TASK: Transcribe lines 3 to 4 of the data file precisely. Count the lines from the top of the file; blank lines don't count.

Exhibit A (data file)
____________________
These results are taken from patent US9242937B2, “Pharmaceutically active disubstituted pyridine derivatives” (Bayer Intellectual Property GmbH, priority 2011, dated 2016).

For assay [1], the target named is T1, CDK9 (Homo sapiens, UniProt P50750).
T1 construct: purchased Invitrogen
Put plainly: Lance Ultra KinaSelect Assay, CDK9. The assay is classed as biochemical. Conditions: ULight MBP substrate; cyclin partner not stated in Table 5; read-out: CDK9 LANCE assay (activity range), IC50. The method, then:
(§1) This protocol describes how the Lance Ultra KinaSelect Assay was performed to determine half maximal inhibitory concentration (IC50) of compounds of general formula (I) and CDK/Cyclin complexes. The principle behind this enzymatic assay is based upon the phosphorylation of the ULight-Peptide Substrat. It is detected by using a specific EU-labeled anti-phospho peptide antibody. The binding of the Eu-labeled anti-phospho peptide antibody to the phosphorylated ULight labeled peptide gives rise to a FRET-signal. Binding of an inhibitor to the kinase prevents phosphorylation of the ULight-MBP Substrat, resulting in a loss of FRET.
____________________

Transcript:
T1 construct: purchased Invitrogen
Put plainly: Lance Ultra KinaSelect Assay, CDK9. The assay is classed as biochemical. Conditions: ULight MBP substrate; cyclin partner not stated in Table 5; read-out: CDK9 LANCE assay (activity range), IC50. The method, then: